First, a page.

When our children are young, one of our biggest jobs is to advocate for them. And for those with disabilities, that takes the form of fighting with health insurance companies to get the therapy he needs or working with the school system to make sure she is in a setting that works for her. We become warriors on behalf of our kids. As they get older, though, it’s important for them to take on some of that responsibility.
“I’m not going to always be here,” said Sharon Fuentes, a blogger in Northern Virginia and the mom of a boy with Asperger syndrome. “My main goal in life, for any child, is to raise an independent, responsible adult who is able to function in the world and be able to contribute to society. We all have to advocate for ourselves. The reality is that with special needs kids, if they were able to learn these skills just by watching, they would. But they can’t, so we have to teach them.”
So what steps should parents take? “First, the child needs to be aware,” said Fuentes, co-author of “The Don’t Freak Out Guide to Parenting Kids with Asperger’s.” “You have to be aware of your own strengths, your own needs. You can’t advocate for yourself until you know what it is that you need.”
Once they’re armed with information about their specific challenges, they can advocate for themselves. But often, children with autism lack the ability to filter how much they share, and with whom. So in addition to teaching them how to speak up for themselves, it’s important to make sure they know there are times that they might want to keep information private, said Jim Ball, the executive chairman for the national board of the Autism Society.
“They are so trusting of people and so open and honest about who they are, which is one of qualities I love most about them, that they express it and tell everyone,” Ball said. “They are like that with other things, like sexuality, so you have to teach them that there is a time and place to discuss it. It’s the same with self-advocacy.”
Here are suggestions from Ball and Fuentes on teaching your child when and how to disclose a diagnosis, and how to express what she needs:
- Make sure they understand the difference between needs and preferences. Before she could teach her son, Jay (she uses an alias for him on her blog to protect his privacy, and we are using that name here) to go to teachers or administrators and ask for what he needed, Fuentes had to teach him that there is a difference between things he absolutely must have and things he would like to have. For Fuentes, that meant explaining to Jay, who is 13, that sitting close to the teacher in class is a preference, but having a quiet space to retreat and collect himself when he gets overwhelmed is a need.
- Have older children write a note to their teachers. Fuentes got a template from imdetermined.org before the school year started and had Jay use it to write a letter to each of his teachers. The letter outlined who he is, what he likes and dislikes, what stresses him out and what he needs to succeed. “It was not only a great self-awareness exercise for him, but it’s a great resource for teachers to have right away,” said Fuentes, adding that it can give teachers a quick summary of the student before they’ve had time to sit down and read an entire Individualized Education Plan (IEP). Jay handed the notes to the teachers himself before the school year started. “It was huge for teachers to see that,” said Fuentes. “It wasn’t just the mom saying this is what my son needs. Now all of a sudden it was the student coming to the teachers and telling them ‘This is what I need to be successful.'”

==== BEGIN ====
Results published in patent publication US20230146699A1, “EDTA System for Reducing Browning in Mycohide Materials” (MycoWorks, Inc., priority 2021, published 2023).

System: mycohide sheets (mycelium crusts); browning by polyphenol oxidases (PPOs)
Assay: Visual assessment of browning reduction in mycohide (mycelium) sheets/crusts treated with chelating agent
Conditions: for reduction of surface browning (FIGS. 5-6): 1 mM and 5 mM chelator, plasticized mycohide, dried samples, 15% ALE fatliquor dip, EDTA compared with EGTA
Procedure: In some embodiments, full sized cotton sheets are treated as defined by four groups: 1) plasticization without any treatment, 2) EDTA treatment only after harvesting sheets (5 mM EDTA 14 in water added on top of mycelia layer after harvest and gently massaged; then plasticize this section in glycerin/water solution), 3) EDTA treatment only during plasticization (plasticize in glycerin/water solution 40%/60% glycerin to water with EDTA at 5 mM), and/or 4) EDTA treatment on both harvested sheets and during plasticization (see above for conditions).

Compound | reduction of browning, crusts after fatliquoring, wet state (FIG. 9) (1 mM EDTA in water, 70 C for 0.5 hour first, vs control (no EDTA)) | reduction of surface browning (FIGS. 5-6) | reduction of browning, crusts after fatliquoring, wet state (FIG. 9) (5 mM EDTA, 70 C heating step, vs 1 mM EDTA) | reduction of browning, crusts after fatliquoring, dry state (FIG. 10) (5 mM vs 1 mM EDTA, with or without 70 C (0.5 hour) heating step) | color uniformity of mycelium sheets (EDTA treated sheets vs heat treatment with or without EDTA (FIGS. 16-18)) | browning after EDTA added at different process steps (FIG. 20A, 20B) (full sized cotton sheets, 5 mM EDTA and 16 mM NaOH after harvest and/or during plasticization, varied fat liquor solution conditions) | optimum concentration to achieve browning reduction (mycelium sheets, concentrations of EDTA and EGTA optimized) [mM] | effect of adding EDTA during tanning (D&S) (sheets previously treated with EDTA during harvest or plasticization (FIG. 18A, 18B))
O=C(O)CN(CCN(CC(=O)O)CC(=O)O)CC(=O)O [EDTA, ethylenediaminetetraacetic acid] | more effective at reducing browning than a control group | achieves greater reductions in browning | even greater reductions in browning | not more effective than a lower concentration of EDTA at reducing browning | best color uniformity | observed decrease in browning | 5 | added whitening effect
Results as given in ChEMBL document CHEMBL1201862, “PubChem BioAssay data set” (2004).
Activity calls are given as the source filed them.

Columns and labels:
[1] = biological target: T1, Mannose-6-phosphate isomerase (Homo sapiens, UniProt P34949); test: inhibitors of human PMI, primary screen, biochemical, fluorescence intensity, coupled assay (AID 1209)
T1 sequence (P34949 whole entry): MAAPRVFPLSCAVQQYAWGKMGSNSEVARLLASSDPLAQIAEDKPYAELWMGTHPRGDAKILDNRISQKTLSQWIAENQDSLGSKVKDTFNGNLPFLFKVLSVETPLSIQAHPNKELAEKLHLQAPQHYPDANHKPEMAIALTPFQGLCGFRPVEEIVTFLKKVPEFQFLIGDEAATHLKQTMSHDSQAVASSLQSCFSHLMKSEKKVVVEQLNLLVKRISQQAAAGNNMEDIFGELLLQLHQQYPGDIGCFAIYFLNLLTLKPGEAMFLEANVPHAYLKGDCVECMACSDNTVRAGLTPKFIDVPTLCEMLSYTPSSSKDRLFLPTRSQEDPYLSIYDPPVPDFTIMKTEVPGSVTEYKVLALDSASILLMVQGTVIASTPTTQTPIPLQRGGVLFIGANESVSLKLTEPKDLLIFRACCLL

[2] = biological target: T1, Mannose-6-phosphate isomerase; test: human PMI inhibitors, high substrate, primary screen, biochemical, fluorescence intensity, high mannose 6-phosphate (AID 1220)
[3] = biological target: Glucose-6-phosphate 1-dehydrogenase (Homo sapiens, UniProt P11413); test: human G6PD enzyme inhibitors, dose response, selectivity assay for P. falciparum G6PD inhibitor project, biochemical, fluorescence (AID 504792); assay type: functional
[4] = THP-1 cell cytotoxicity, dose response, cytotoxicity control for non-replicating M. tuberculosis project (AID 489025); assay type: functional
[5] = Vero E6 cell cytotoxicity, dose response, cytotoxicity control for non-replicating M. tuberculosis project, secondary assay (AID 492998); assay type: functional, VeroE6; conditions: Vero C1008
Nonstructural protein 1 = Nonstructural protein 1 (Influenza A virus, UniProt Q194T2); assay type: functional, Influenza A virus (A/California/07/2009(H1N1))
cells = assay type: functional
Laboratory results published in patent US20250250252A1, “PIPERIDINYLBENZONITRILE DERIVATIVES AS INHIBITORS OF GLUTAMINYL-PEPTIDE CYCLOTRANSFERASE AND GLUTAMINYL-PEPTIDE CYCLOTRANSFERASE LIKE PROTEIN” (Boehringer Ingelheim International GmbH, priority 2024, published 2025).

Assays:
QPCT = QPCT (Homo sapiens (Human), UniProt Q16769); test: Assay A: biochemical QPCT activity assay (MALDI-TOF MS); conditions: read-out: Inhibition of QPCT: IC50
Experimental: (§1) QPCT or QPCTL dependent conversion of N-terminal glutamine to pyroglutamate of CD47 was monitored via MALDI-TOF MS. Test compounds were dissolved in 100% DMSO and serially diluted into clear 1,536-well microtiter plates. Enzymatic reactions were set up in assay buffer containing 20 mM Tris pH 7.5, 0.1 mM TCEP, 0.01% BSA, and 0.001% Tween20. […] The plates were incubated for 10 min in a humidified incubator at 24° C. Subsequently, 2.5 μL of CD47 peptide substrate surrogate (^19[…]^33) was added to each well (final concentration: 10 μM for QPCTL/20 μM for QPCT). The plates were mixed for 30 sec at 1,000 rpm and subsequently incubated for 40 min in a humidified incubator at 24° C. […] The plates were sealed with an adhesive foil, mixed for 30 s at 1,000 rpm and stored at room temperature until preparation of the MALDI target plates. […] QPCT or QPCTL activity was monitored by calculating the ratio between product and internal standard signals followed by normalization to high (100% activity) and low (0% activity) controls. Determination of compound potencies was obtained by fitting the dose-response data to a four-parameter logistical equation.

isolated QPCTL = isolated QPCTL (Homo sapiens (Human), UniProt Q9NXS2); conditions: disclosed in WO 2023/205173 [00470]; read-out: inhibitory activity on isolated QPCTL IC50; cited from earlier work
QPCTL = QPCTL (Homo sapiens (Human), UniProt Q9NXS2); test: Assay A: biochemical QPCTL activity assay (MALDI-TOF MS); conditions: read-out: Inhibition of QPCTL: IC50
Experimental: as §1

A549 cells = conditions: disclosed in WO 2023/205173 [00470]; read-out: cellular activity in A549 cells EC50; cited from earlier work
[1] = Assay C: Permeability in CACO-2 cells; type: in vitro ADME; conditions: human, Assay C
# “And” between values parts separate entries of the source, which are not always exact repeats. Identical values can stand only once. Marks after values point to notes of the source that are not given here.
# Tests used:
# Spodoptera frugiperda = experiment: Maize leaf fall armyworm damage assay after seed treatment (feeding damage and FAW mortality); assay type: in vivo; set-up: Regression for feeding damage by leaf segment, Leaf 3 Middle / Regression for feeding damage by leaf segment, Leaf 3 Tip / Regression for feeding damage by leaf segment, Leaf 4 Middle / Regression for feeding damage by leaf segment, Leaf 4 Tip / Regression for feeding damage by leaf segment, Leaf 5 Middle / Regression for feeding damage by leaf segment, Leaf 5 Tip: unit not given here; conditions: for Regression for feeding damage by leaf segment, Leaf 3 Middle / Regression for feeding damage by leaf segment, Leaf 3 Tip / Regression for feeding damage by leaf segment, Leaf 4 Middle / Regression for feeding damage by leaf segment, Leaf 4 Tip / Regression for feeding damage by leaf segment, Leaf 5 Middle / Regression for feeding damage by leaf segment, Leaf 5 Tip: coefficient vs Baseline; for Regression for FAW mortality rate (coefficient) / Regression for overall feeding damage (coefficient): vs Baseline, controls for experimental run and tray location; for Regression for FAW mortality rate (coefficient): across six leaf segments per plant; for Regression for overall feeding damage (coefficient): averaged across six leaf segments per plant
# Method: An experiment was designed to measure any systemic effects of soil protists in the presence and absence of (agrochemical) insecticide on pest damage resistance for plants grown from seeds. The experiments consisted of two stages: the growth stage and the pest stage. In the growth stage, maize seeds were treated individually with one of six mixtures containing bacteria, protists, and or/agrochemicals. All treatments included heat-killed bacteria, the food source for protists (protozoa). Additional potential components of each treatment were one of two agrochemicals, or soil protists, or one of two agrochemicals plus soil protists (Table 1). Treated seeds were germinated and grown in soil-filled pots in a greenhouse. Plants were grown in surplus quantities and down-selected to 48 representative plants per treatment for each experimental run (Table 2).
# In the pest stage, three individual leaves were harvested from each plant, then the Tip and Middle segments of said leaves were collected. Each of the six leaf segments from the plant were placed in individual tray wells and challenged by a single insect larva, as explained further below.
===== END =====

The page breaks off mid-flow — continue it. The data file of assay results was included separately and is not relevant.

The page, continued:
- Include the child in IEP meetings. Jay has begun sitting in for parts of his IEP meetings, and Fuentes said it has helped him understand how things work and why he gets certain services or accommodations, but not others. It also allows him to voice concerns about situations that may be problematic for him. He was worried about going to a built-in resource block next year that would be held in the auditorium, Fuentes said, because being in such a large room with a lot of other students would be stressful. So the IEP team was able to place him in a smaller classroom. Not every child has the language skills to verbalize their needs as well as Jay does, but Fuentes said even a simple yes and no, verbally, through gestures or with an assistive communication device, and boost a child’s sense of self-esteem.
“Just asserting what they want is important for anyone to be able to have a sense of self-worth, and a sense of confidence that you can share what you want and people are listening to you,” Fuentes said.
- Talk about “safe people” when it comes to sharing information. The child needs to know who she can go to if she’s having a problem. Talk to her about when to share her needs or disclose her diagnosis, Fuentes said. Otherwise they might start telling other students, unnecessarily, and bullies could use the information against them. “It’s a very fine line,” Fuentes said. “I don’t ever want him to feel bad about it. This is part of who he is. But I don’t walk around letting everyone know what my religion or sexual preference is. It’s the same thing. We’re trying to teach him the parameters.”
- Turn to a book. Ball likes “Ask and Tell: Self-Advocacy and Disclosure for People on the Autism Spectrum,” edited by Stephen Shore. Ball said it’s great for helping people get a grip on when to tell people about their diagnosis, and when to keep the information private. The book has contributions from adults who have autism, including a preface by autism activist, Temple Grandin. It uses a system of rules to teach people how to determine what information to share, and when.
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